First-time filmmaker Michael Rubenstone is in Wichita to discuss his new documentary "On the Sly: In Search of the Family Stone." The film will be shown on Friday and Sunday as part of the Tallgrass Film Festival.
Earlier this week KMUW's Carla Eckels spoke to Rubenstone about his adventures in making the film and seeking after the reclusive funk legend.
Carla Eckels: When was your first introduction to Sly Stone?
Michael Rubenstone: You know, I would have to say it was probably the Woodstock film. That was really the film that kind of turned me on to the whole '60s movement and era and music and the people and the vibe. Michael Wadleigh’s documentary on Woodstock not only highlighted the incredible bands that were playing but it also highlighted the people and the feeling that anything was possible in that late '60s period, and then Sly Stone comes on at 3 o’clock in the morning, gets everybody out of their tents, and just lights the place on fire.
I’d never seen a performance like that. I’d never seen charisma like that. [The] costumes and just this multiracial, multi-gender band that seems to inhabit everything the '60s represented and I went crazy. I’d never seen anything like it and I went out the next day and I bought the “Stand” album, which is just practically a perfect album of music and then just became a fan. I started collecting everything I could find of his, and I continue to collect everything I find of his.
You know, I think about when he was singing “Higher” and I think about that costume of his. It was almost like he had eagle’s wings, if you will. I mean, it was amazing to actually see it.
Oh yeah, that image, just to see it, it’s the greatest image in the film and it’s an image that has an indelible mark in my brain, in my soul, because it’s not only a beautiful image, it’s a very poetic image. I think Cornell West talks about in the film, Sly really was really able to create that space for everyone -- black and white, men and women, every sexual orientation, whatever. I think they were trying to create a higher ground where we can all get along through music.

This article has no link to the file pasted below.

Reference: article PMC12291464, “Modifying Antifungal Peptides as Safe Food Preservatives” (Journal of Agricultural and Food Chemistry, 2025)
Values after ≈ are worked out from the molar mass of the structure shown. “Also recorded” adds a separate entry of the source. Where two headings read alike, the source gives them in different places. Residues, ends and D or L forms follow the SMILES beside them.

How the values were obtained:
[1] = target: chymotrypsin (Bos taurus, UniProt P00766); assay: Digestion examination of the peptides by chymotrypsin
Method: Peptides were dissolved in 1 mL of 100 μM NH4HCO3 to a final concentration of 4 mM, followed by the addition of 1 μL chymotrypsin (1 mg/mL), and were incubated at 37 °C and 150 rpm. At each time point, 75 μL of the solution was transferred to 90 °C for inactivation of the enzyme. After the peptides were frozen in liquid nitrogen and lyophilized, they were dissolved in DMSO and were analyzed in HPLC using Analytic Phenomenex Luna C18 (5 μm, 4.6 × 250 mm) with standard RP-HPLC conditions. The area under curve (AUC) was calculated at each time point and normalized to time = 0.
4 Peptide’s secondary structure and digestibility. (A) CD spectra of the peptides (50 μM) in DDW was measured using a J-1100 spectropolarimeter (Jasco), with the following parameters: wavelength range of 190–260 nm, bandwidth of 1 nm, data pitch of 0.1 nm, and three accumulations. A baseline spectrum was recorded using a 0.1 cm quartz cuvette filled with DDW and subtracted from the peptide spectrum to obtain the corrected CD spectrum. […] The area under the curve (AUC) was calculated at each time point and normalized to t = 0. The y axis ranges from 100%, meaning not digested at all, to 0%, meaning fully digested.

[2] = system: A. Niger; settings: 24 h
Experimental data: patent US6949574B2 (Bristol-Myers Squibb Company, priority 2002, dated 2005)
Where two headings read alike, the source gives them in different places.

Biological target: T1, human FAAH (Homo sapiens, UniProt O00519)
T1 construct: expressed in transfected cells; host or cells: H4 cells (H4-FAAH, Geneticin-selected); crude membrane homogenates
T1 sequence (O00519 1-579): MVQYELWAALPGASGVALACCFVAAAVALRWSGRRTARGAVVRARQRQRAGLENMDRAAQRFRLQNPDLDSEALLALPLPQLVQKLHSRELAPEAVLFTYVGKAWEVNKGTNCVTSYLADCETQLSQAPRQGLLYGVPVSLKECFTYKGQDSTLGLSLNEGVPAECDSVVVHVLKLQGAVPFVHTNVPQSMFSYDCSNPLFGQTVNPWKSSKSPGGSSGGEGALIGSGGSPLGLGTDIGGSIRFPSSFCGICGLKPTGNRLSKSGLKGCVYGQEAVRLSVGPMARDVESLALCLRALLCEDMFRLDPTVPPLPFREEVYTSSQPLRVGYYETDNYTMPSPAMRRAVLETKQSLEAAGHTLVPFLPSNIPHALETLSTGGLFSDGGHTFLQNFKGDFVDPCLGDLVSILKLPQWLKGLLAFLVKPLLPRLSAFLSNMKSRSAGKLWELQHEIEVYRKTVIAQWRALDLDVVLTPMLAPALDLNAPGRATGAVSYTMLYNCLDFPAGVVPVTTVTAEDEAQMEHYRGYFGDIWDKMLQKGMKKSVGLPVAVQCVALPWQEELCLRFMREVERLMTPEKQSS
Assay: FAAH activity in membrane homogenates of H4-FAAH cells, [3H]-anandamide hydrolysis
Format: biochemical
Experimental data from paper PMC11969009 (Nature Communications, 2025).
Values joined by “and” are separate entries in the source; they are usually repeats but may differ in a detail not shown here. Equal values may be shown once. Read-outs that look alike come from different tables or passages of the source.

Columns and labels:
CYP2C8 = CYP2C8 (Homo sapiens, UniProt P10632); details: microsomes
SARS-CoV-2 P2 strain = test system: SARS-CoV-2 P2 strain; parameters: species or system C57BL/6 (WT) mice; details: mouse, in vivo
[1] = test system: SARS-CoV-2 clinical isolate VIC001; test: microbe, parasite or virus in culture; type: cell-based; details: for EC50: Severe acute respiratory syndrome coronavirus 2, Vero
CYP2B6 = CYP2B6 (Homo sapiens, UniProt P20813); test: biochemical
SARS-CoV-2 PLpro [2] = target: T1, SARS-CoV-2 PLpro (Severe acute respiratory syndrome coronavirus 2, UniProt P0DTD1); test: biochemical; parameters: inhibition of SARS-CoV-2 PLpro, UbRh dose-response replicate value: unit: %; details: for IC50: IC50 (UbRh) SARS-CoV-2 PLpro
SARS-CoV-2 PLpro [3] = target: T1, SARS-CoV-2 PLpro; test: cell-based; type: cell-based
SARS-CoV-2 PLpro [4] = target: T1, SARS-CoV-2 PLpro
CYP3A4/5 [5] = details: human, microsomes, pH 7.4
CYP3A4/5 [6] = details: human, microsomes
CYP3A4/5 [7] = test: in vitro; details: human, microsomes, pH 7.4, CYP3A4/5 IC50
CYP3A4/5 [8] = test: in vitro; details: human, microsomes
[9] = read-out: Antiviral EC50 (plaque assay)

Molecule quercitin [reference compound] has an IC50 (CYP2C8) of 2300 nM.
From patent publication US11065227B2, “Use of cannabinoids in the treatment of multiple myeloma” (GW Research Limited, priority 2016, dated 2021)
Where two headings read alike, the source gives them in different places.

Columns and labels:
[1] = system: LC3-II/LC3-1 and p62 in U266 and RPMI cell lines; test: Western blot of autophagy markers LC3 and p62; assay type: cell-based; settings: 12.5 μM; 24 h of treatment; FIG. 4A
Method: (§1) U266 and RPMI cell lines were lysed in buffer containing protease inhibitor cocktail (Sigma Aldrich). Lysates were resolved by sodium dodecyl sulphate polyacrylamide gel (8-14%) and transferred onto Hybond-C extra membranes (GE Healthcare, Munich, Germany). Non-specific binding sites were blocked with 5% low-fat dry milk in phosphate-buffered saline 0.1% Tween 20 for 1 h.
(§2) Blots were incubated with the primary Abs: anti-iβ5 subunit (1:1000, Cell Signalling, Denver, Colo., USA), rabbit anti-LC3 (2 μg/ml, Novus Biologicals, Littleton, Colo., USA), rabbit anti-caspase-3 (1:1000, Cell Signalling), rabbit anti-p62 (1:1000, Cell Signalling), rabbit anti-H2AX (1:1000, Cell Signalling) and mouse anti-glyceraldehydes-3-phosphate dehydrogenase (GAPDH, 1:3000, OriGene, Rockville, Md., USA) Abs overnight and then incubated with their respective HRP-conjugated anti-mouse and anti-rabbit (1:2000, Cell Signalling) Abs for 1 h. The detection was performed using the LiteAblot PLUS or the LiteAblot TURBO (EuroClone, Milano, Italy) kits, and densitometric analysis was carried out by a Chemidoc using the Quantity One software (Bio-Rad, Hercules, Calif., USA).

You’ve said Sly’s voice spoke to you when you couldn’t find your own. How so?
When I started making this film, I lived in New York. I had broken up with my girlfriend and I was there for 9/11. I was in a very dark place, and I when I decided to move out to California, I threw on some Sly and I hadn’t listened to Sly and the Family Stone in a long time and it just got me out of my funk. It really did. It really, really helped me, and it was this joyfulness and this beautiful message and this rhythm and this bass that just kept me going all across the country. That’s the power of music.
It’s interesting that you said when you started this documentary -- I know it took you 12 years to complete this documentary on Sly, your musical hero -- that you were surprised that there was little information on Sly.